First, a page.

One of the reasons I founded VESTABUL SCHOOL OF DESIGN was because of this question:

Jan, How can I become a Top Kitchen Designer?

My answer is always:

Have a passion for learning!

When I look back on how my career evolved, it was all about a systematic approach to learning everything I could about the profession.

The following is the steps I took to become a Top Kitchen Designer.

I share it to show you that there is a lot to learn in this profession, but also to encourage you to start your own design career journey.

Read on to see the steps I took and the key learnings I gained at each stage, and how following a similar path will put you on the right track to excel as a Kitchen Designer.

And remember, I’m hear to help you with your journey!

Formal Education

Getting my Design Degree was the first step

I attended university pursuing a career in fashion design but was introduced to Kitchen Design through one of my classes, and I was hooked!

I quickly realized that the study of the Elements & Principles of Design transferred easily between fashion design and home design. Color theory works whether you are designing an outfit or a backsplash!

I graduated with a B. Sc. in Home Economics with a major in Clothing & Textiles and a minor in Art History.

This degree set me up for a creative career and I was ready to get to work!

Thankfully, I had a great portfolio from my Kitchen Design class that caught the eye of a Kitchen cabinet manufacturer, and my Kitchen Design career began.

Key Learnings of My Formal Education
  • Research techniques
  • Elements & Principles of Design Theory
  • Kitchen Design Theory
  • The importance of a portfolio

Learning the Basics

Learning the basics cannot be dismissed

Learning the basics began by studying the cabinet catalogue of the company I was working for.

I also purchased every book and magazine I could find that talked about Kitchen Design, studying the layouts and looking for interesting applications.

I started to see the possibilities of using module cabinets in different ways to give unique designs.

I would stack cabinets, flip pantries upside down and use upper cabinets as base units to develop functional solutions for my clients.

Cabinet door styles were extremely basic when I began my career, but soon manufacturers were introducing new styles and finishes.

I was always the first one at my firm to present these new styles to clients and integrate them into my projects.

The concept of the Art and Science of Design was beginning to gel for me.

Sales was a big part of this position, with much of my compensation in the form of commissions.

Sales training became important so I searched out local sales seminars and read books on sales techniques to help me become more effective and profitable at my job.

Key Learnings of the Basics
  • Kitchen layouts
  • Cabinet nomenclature
  • Modular cabinetry
  • Cabinet construction
  • Cabinet door styles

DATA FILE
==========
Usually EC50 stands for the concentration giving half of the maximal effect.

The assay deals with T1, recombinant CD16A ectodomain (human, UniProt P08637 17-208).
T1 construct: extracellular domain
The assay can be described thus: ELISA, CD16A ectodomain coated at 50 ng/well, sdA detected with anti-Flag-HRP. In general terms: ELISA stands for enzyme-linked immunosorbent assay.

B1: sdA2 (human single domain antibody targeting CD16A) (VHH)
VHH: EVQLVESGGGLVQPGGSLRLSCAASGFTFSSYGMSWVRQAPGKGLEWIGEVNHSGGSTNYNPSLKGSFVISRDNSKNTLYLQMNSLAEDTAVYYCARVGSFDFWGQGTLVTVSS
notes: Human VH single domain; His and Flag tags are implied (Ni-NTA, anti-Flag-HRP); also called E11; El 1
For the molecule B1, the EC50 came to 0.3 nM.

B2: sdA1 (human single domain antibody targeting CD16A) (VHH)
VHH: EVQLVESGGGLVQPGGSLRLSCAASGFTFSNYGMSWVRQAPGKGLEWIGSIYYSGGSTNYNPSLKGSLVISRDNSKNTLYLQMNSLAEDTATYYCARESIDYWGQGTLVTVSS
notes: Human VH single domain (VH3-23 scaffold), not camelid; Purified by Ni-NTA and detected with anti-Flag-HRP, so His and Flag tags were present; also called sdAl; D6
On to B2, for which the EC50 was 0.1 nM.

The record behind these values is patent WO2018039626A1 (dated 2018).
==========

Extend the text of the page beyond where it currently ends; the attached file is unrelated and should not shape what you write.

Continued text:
• Cabinet finishes
  • Unique cabinet solutions
  • Sales presentations
  • Sales closing techniques

Beyond Cabinetry

Vestabul designed space in dark stained wood
Appliances, sinks, countertops, backsplashes and flooring all need to be understood by the Kitchen Designer

With a few years under my belt in the kitchen industry, I had learned a lot about the modular cabinet business and turned my attention to other parts of the kitchen.

I began focusing my learning on appliances and countertops.

I took a position at a high-end kitchen showroom that sold imported Italian cabinetry, built-in appliances, high end sinks, and solid surface countertops.

Built-in appliances were the biggest challenge for me when I first started there.

The fit of these units became crucial to the overall look and function of the kitchen. You could not just order them and hope it all work out.

Nothing was standardized and it became critical that the designer knew everything about these units.

Fortunately, I was invited to attend several training sessions around North America sponsored by appliance manufactures where I learned what to look for when integrating appliances into my Kitchen Designs.

Countertops were also becoming more complicated with under mounting of the sink in solid countertops being introduced.

I would visit all the new showrooms in town and learn about the products they were carrying.

I was glad I took the time to do this because knowing about substrates, build-ups, seaming, sealing, and product composition is extremely important to the Professional Kitchen Designer.

As Kitchen categories expanded over the years, I had learned what questions to ask and how to evaluate offerings.

Key Learnings Beyond Cabinetry
  • European Kitchen Design
  • Built-in and paneled appliances
  • Pro-styled appliances
  • Ventilation
  • Mechanical systems
  • Sink shapes and materials
  • Sink installation techniques
  • Countertop materials
  • Countertop installation

The Custom Kitchen

Custom Kitchen Design